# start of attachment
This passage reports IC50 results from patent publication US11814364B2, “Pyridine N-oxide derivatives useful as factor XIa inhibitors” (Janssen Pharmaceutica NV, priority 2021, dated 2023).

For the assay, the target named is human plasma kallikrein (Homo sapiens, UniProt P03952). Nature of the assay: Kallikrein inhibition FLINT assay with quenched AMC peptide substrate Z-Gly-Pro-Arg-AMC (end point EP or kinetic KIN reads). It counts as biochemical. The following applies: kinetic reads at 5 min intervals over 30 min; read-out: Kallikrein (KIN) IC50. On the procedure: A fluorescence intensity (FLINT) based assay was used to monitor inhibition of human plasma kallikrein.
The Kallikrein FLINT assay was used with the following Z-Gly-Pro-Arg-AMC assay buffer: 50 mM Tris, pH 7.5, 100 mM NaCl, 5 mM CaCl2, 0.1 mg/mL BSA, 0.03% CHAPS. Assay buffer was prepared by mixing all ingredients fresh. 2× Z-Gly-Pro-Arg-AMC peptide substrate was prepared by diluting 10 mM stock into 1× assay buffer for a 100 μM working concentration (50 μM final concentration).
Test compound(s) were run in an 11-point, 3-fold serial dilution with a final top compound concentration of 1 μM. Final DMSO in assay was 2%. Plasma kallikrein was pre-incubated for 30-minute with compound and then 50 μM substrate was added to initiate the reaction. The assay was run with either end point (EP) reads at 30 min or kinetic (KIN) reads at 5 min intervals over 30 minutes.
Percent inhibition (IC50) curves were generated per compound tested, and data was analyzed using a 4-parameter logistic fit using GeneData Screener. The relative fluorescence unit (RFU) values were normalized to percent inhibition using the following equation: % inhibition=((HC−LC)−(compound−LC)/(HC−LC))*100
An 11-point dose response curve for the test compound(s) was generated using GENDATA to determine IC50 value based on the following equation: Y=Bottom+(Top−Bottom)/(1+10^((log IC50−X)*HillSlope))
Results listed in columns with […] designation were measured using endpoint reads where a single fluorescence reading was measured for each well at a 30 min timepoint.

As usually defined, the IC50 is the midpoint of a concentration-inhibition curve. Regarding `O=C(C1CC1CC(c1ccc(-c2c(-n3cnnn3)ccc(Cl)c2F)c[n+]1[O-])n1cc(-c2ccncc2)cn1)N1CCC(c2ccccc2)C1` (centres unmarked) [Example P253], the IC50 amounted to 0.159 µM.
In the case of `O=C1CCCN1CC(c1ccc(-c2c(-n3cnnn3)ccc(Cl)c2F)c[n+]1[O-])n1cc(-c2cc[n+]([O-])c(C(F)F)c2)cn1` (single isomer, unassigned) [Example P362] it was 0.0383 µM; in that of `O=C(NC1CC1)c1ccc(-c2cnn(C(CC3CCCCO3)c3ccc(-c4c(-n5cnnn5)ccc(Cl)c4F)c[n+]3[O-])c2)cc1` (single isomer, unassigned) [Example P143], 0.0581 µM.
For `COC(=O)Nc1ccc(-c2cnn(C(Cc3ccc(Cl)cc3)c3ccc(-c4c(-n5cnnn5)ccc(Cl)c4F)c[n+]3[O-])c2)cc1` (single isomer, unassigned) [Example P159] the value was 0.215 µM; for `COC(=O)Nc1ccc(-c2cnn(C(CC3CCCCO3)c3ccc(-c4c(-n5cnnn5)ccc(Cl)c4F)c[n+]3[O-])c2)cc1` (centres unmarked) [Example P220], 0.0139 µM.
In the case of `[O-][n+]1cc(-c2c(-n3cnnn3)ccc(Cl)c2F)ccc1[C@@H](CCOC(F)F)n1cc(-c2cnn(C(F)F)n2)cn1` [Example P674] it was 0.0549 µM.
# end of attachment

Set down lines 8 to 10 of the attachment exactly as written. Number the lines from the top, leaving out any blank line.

As usually defined, the IC50 is the midpoint of a concentration-inhibition curve. Regarding `O=C(C1CC1CC(c1ccc(-c2c(-n3cnnn3)ccc(Cl)c2F)c[n+]1[O-])n1cc(-c2ccncc2)cn1)N1CCC(c2ccccc2)C1` (centres unmarked) [Example P253], the IC50 amounted to 0.159 µM.
In the case of `O=C1CCCN1CC(c1ccc(-c2c(-n3cnnn3)ccc(Cl)c2F)c[n+]1[O-])n1cc(-c2cc[n+]([O-])c(C(F)F)c2)cn1` (single isomer, unassigned) [Example P362] it was 0.0383 µM; in that of `O=C(NC1CC1)c1ccc(-c2cnn(C(CC3CCCCO3)c3ccc(-c4c(-n5cnnn5)ccc(Cl)c4F)c[n+]3[O-])c2)cc1` (single isomer, unassigned) [Example P143], 0.0581 µM.
For `COC(=O)Nc1ccc(-c2cnn(C(Cc3ccc(Cl)cc3)c3ccc(-c4c(-n5cnnn5)ccc(Cl)c4F)c[n+]3[O-])c2)cc1` (single isomer, unassigned) [Example P159] the value was 0.215 µM; for `COC(=O)Nc1ccc(-c2cnn(C(CC3CCCCO3)c3ccc(-c4c(-n5cnnn5)ccc(Cl)c4F)c[n+]3[O-])c2)cc1` (centres unmarked) [Example P220], 0.0139 µM.